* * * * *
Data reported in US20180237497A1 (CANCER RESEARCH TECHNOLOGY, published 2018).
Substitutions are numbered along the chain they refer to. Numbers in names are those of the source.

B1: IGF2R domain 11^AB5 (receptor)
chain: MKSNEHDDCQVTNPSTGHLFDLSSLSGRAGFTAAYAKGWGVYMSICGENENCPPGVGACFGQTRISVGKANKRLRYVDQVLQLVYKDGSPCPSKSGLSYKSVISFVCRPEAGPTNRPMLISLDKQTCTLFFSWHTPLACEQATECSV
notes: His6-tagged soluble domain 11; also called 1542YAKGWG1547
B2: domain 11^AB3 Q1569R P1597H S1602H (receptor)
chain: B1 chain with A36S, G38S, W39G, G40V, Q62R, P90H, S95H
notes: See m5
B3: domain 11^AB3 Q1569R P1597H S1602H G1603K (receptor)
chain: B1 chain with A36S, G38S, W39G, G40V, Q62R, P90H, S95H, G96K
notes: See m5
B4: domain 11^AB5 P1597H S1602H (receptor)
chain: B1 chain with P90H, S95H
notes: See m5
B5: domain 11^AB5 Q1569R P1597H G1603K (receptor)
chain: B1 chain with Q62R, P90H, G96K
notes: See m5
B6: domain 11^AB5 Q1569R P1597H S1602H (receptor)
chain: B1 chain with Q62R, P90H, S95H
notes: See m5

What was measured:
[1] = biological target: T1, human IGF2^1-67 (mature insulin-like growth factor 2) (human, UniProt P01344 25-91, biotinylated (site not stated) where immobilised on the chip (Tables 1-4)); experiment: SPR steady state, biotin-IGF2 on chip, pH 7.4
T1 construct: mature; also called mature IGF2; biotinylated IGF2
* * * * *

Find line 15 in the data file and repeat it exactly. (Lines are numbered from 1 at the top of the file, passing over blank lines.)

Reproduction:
B5: domain 11^AB5 Q1569R P1597H G1603K (receptor)